High-dose antiviral drug found to be effective against Ebola

Cure against ebola

A new study on Favipiravir, a Japanese antiviral drug used against influenza, proves to be effective against the Ebola virus. But the treatment, tested on primates, must be administered at high doses.

The Ebola virus has been less talked about since its surge between 2014 and 2016. More than 11,000 people died in West Africa at this time. But, the threat of a massive outbreak still looms, and the race to find a cure rages on.

Although vaccines have been updated, no effective treatment against ebola has been validated to date. Recently, researchers have shown the effectiveness of a Japanese antiviral drug, Favipiravir, used against influenza. Tested at low doses in humans, the drug had reduced the mortality rate by half. A new study, conducted by French researchers at Inserm (National Institute of Health and Medical Research), proves once again the effectiveness of Favipiravir, but on one condition: it must be administered in high doses. The results are published in the journal PLOS Medicine.

To carry out this study, Inserm researchers infected 26 primates with a strain of the Ebola virus and then followed them for 21 days. Half of them received treatment, the other half did not. Those receiving Favipiravir were treated two days before infection, at two doses per day. Three subgroups were treated with a different dose of Favipiravir: 100mg per kg, 150 mg per kg and 180mg per kg.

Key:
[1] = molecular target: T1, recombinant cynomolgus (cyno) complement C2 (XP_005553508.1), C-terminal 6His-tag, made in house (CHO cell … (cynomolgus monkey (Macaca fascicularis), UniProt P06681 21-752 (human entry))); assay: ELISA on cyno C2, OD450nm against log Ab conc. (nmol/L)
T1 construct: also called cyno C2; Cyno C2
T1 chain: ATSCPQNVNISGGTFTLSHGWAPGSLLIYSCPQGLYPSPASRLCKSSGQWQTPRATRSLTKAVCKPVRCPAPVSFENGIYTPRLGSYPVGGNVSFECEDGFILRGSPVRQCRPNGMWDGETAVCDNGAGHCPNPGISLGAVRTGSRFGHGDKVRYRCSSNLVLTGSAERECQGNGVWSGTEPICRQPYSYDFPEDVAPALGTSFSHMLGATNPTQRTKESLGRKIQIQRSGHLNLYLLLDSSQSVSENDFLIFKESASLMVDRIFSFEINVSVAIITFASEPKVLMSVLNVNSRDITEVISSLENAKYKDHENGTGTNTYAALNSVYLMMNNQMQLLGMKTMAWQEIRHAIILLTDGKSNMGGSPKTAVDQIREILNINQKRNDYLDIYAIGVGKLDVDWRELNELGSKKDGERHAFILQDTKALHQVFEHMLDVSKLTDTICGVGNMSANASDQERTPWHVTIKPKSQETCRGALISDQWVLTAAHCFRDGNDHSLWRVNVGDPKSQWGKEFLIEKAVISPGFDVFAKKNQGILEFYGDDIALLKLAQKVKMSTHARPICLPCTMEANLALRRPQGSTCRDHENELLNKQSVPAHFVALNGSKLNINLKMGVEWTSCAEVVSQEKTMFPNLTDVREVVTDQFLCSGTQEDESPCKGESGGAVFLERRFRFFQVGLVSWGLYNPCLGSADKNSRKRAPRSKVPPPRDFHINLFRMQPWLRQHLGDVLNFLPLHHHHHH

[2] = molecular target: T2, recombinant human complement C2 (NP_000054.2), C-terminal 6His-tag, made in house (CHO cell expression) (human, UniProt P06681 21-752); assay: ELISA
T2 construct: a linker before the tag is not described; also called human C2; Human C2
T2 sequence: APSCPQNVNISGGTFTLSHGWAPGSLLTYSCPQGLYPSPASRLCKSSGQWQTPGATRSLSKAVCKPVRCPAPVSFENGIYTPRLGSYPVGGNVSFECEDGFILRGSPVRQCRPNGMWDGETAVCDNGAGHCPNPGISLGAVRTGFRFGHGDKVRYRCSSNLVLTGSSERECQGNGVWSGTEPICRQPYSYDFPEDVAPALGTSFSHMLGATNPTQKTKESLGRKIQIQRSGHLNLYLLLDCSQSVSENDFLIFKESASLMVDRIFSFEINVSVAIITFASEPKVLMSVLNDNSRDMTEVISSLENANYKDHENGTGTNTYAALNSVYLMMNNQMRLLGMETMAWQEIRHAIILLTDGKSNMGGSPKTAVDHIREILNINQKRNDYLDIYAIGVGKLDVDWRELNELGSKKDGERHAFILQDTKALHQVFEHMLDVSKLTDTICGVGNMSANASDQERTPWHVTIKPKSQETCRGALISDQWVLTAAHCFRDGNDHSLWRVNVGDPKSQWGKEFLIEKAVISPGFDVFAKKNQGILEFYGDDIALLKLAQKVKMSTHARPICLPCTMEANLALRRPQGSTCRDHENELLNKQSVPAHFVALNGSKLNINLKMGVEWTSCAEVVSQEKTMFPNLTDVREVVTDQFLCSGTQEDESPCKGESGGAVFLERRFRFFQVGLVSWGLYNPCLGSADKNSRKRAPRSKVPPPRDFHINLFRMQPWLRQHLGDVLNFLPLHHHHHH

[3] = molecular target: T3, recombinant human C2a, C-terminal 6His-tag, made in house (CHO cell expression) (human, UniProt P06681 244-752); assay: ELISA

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The results of the test are as follows: all the animals that have not been treated or received the lowest dose of Favipiravir died within 10 days of infection. Two  of the five (40%) primates who received 150mg per kg of Favipiravir were still alive after 21 days. The survival rate was better at the highest dose (180 mg / kg): 3 out of 5 survived (60%).

If these conclusions are encouraging, the dosage must still be adapted to humans, because the dose administered to these primates would be fatal for humans. In addition, treatment started before infection. However, if a person has Ebola, treatment begins after the onset of symptoms (fatigue, muscle aches, vomiting, diarrhea or internal or external hemorrhage). In this case, the sick person is already contagious.

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Sarah Ali

Sarah is currently pursuing a degree in Pharmacology at the University of Florida. She focuses on health news and tips for The Talking Democrat.